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Int. J. Environ. Res. Public Health 2016, 13(3), 315;

A Survey of Accidental Hypothermia Knowledge among Navy Members in China and the Implications for Training

Emergency Nursing Department, School of Nursing, 2nd Military Medical University, Shanghai 200433, China
Author to whom correspondence should be addressed.
Academic Editor: Andrew Watterson
Received: 20 December 2015 / Revised: 1 March 2016 / Accepted: 3 March 2016 / Published: 11 March 2016
(This article belongs to the Special Issue Occupational Safety and Related Impacts on Health and the Environment)
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Objectives: Accidental hypothermia (AH) is a potentially life-threatening condition that can lead to significant morbidity and life-long effects. Navy personnel are always at a greater risk of AH due to frequent outdoor work, wilderness exposure, prolonged immobility and exhaustion. The purpose of the survey was to assess Chinese Navy members’ awareness of AH and to make recommendations with regard to better measures for improving it. Methods: 111 Navy members completed a written questionnaire that was subsequently analyzed. Results: 30.6% of the respondents have experienced AH and 64.9% rated their knowledge of AH as “low” or “none”. Over half of them identified the initial symptom of AH as obvious shivering (69.4%) and apathy (45.0%). As for the aggravate symptoms, 60.9% chose the wrong answer of more obvious shivering instead of the right one—absence of shivering (5.4%). In the case of the treatment of mild AH, more than half of the respondents chose the wrong answers. Conclusions: This study suggests that the basic skills of recognition and treatment of AH are inadequate in the Chinese Navy. Further work is required to develop a systematical, comprehensive and corresponding education method that would promote correct actions during AH. View Full-Text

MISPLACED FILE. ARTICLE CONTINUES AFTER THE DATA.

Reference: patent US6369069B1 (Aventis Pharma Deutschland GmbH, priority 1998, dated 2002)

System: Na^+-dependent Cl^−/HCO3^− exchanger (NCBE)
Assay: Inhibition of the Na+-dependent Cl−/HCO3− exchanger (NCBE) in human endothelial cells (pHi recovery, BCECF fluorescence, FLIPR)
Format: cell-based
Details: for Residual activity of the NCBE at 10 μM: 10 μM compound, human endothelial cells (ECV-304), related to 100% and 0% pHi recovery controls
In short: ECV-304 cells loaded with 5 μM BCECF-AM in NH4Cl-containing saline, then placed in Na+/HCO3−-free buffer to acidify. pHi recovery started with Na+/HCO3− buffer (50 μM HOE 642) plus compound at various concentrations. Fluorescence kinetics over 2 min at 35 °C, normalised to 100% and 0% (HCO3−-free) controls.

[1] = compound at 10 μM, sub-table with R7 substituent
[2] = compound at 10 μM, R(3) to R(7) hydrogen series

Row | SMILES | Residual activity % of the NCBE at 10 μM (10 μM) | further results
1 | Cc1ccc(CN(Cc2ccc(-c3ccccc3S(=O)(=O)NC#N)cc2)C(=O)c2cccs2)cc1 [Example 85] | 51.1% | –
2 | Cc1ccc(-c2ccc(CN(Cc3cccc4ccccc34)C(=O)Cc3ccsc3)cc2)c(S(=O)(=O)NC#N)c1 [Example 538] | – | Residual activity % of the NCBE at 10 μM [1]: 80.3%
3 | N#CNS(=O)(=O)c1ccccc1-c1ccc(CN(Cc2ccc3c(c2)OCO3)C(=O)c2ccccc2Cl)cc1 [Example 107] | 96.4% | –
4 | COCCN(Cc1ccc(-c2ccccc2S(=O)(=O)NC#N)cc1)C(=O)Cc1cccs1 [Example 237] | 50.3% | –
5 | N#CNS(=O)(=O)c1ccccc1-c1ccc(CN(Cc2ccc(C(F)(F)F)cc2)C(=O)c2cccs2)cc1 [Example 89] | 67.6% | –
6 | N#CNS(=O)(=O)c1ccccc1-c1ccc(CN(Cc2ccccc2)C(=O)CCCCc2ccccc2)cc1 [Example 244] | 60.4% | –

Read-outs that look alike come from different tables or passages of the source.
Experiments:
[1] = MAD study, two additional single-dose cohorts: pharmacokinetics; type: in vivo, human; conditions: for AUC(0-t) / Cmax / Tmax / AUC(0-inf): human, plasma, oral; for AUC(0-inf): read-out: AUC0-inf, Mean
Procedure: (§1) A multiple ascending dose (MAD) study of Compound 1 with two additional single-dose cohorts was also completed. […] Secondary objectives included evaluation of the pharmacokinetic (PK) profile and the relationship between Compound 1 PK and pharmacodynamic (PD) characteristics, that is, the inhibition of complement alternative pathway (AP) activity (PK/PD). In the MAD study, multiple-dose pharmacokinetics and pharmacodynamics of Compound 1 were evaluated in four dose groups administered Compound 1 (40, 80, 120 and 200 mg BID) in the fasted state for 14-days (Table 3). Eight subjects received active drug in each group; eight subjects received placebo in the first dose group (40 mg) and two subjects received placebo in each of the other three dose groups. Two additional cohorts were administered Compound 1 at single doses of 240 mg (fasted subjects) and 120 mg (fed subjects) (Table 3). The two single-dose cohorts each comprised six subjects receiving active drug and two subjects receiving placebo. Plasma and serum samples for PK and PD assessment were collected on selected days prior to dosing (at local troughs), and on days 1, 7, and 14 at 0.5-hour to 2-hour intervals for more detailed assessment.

Keywords: accidental hypothermia; AH; Navy; health survey; China accidental hypothermia; AH; Navy; health survey; China
This is an open access article distributed under the Creative Commons Attribution License which permits unrestricted use, distribution, and reproduction in any medium, provided the original work is properly cited (CC BY 4.0).

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Li, S.; Qiu, C.; Shi, W.; Huang, Y.; Gui, L. A Survey of Accidental Hypothermia Knowledge among Navy Members in China and the Implications for Training. Int. J. Environ. Res. Public Health 2016, 13, 315.

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